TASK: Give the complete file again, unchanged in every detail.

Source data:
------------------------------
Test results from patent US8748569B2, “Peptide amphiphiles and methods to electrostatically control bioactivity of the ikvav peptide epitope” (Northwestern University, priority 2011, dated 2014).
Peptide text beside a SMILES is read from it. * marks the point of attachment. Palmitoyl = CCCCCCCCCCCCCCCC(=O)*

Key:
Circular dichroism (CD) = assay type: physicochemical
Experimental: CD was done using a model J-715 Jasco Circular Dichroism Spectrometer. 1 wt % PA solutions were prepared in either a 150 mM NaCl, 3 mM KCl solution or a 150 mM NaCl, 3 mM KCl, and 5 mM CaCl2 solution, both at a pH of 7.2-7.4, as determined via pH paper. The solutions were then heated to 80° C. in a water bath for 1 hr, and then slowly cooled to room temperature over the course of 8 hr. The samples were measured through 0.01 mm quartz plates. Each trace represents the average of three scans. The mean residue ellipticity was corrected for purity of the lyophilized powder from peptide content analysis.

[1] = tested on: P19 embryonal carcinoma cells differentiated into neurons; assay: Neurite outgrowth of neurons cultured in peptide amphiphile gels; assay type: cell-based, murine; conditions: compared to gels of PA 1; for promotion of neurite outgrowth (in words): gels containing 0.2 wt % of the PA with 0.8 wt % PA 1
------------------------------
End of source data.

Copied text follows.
Test results from patent US8748569B2, “Peptide amphiphiles and methods to electrostatically control bioactivity of the ikvav peptide epitope” (Northwestern University, priority 2011, dated 2014).
Peptide text beside a SMILES is read from it. * marks the point of attachment. Palmitoyl = CCCCCCCCCCCCCCCC(=O)*

Key:
Circular dichroism (CD) = assay type: physicochemical
Experimental: CD was done using a model J-715 Jasco Circular Dichroism Spectrometer. 1 wt % PA solutions were prepared in either a 150 mM NaCl, 3 mM KCl solution or a 150 mM NaCl, 3 mM KCl, and 5 mM CaCl2 solution, both at a pH of 7.2-7.4, as determined via pH paper. The solutions were then heated to 80° C. in a water bath for 1 hr, and then slowly cooled to room temperature over the course of 8 hr. The samples were measured through 0.01 mm quartz plates. Each trace represents the average of three scans. The mean residue ellipticity was corrected for purity of the lyophilized powder from peptide content analysis.

[1] = tested on: P19 embryonal carcinoma cells differentiated into neurons; assay: Neurite outgrowth of neurons cultured in peptide amphiphile gels; assay type: cell-based, murine; conditions: compared to gels of PA 1; for promotion of neurite outgrowth (in words): gels containing 0.2 wt % of the PA with 0.8 wt % PA 1